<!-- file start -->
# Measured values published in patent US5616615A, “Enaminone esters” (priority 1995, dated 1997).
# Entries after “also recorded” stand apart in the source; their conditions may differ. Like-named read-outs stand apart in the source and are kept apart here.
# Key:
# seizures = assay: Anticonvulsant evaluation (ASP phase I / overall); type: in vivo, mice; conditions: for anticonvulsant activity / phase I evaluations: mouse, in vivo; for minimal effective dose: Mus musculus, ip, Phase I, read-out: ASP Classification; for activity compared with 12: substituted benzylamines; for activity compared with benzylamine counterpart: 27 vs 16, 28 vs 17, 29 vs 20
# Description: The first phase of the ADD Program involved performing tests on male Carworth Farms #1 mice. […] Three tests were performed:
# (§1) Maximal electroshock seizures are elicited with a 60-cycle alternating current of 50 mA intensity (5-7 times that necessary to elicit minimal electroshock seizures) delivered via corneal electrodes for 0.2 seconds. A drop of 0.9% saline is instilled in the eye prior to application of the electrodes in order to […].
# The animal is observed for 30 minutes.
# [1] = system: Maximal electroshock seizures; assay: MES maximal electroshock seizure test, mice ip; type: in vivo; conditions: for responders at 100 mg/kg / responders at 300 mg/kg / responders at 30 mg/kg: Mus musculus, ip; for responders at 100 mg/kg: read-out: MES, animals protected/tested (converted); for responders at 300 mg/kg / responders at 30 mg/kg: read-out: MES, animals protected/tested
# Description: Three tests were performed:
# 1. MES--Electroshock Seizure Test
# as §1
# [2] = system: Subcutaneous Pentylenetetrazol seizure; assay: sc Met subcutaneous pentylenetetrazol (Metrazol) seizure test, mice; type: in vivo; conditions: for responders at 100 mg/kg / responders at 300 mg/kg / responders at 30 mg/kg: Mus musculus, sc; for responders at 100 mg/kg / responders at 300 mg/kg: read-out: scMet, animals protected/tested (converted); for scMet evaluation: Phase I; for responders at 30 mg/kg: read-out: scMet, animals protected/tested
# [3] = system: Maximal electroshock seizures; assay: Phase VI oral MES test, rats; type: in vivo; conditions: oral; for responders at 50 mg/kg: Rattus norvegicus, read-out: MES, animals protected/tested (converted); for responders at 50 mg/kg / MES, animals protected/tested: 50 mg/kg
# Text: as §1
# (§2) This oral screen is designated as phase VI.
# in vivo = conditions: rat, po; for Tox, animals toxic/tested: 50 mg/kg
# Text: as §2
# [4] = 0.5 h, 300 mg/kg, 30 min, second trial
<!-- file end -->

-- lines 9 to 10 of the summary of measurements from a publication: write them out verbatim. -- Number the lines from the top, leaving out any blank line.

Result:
# Description: Three tests were performed:
# 1. MES--Electroshock Seizure Test